Hemoglobin F, Red Cell Distribution, Blood
Clinical Information Discusses physiology, pathophysiology, and general clinical aspects, as they relate to a laboratory test
In the common form of the genetic trait hereditary persistence of fetal hemoglobin (HPFH), all of the erythrocytes contain hemoglobin F (Hb F).
More than 75% of the hemoglobin of the newborn is Hb F; it diminishes over a period of several months to adult levels, becoming <2% by 1 year of age.
Hb F may constitute 90% of the total hemoglobin in patients with beta-thalassemia major.
Hb F is often moderately elevated in sickle cell disease, aplastic anemia, acute leukemia, myeloproliferative disorders, hereditary spherocytosis, and alpha-thalassemia minor. It is commonly increased in all hemoglobinopathies associated with hemolysis. Hb F increases to as high as 10% during normal pregnancy.
Distinguishing hereditary persistence of fetal hemoglobin from other conditions with increased amounts of fetal hemoglobin
Homocellular distribution of fetal hemoglobin is found in hereditary persistence of fetal hemoglobin
Heterocellular distribution is found in beta-thalassemia trait
Cautions Discusses conditions that may cause diagnostic confusion, including improper specimen collection and handling, inappropriate test selection, and interfering substances
For hereditary persistence of fetal hemoglobin only. Not to be ordered for fetal-maternal bleed (see FMB/88841 Fetomaternal Bleed, Flow Cytometry, Blood).
With hemoglobin F values >35%, most specimens show a homocellular pattern; this does not necessarily indicate hereditary persistence of fetal hemoglobin. Clinical correlation is needed.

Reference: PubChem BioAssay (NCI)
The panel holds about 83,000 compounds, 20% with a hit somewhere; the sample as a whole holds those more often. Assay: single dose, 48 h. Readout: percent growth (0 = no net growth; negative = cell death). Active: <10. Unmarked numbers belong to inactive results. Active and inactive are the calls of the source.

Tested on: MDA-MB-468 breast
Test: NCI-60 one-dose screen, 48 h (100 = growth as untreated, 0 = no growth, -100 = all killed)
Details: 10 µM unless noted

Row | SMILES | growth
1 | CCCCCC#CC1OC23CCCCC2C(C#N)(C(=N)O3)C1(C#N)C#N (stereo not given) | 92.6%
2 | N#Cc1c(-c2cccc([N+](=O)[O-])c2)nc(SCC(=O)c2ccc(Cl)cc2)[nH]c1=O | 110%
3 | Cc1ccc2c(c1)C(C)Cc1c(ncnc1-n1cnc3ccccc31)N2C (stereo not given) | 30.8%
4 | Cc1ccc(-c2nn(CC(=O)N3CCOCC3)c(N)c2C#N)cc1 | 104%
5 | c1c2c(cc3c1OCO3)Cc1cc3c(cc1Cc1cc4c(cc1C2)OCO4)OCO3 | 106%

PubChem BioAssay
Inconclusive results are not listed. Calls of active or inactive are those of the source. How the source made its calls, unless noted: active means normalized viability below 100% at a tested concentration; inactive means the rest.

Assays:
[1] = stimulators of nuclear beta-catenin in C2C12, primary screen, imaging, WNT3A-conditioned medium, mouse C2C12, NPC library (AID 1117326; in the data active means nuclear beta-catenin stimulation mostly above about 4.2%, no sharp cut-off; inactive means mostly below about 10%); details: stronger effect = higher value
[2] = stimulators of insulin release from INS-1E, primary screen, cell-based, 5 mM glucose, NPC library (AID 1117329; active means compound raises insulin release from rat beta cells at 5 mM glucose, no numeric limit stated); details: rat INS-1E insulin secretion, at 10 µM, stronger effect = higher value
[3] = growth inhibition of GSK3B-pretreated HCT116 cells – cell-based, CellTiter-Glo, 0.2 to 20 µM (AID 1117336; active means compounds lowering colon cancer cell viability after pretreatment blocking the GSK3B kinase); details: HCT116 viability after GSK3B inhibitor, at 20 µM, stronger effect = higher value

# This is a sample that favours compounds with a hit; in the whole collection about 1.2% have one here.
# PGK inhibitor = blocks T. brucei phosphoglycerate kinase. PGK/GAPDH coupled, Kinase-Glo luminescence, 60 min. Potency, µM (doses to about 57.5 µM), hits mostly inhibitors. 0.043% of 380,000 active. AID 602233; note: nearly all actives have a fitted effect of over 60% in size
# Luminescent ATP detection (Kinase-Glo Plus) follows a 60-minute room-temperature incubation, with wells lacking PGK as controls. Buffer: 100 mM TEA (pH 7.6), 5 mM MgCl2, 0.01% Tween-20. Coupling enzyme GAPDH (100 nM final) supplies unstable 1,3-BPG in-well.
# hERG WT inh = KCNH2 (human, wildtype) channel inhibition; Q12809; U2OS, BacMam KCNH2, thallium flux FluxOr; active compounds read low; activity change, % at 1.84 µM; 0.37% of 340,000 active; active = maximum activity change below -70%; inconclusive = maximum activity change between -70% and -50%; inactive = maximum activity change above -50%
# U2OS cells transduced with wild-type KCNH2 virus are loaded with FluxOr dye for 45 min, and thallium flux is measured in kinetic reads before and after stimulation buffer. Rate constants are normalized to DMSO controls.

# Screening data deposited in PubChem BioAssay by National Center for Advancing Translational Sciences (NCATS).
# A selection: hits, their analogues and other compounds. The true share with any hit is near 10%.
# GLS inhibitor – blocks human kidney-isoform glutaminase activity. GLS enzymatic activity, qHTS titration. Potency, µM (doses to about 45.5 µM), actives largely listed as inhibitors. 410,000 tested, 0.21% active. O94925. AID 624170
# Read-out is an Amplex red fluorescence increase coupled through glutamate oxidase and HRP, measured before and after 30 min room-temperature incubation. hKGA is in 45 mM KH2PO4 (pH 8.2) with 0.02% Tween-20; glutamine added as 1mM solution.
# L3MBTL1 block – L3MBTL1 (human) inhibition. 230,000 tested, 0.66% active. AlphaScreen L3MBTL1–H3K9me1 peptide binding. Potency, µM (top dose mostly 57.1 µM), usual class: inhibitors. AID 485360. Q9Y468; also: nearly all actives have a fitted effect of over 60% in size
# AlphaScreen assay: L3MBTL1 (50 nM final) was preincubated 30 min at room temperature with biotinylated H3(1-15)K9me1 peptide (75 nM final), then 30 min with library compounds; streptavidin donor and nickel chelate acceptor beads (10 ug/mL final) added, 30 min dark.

Reference Values Describes reference intervals and additional information for interpretation of test results. May include intervals based on age and sex when appropriate. Intervals are Mayo-derived, unless otherwise designated. If an interpretive report is provided, the reference value field will state this.
Reported as heterocellular or homocellular
Clinical References Provides recommendations for further in-depth reading of a clinical nature
1. Kleihauer E, Braun H, Betke K: Demonstration von fetalem Hamoglobin in den Erythrocyten eines Blutaustrichs. Klin Wschr 1957;35:637-638
2. Shepard MK, Weatherall DJ, Conley CC: Semi-quantitative estimation of the distribution of fetal hemoglobin in red cell populations. Bull Johns Hopkins Hospital 1962;110:293-310
3. Davis BH, Olsen S, Bigelow NC, Chen JC: Detection of fetal red cells in fetomaternal hemorrhage using a fetal hemoglobin monoclonal antibody by flow cytometry. Immunohematology 1998;35:749-756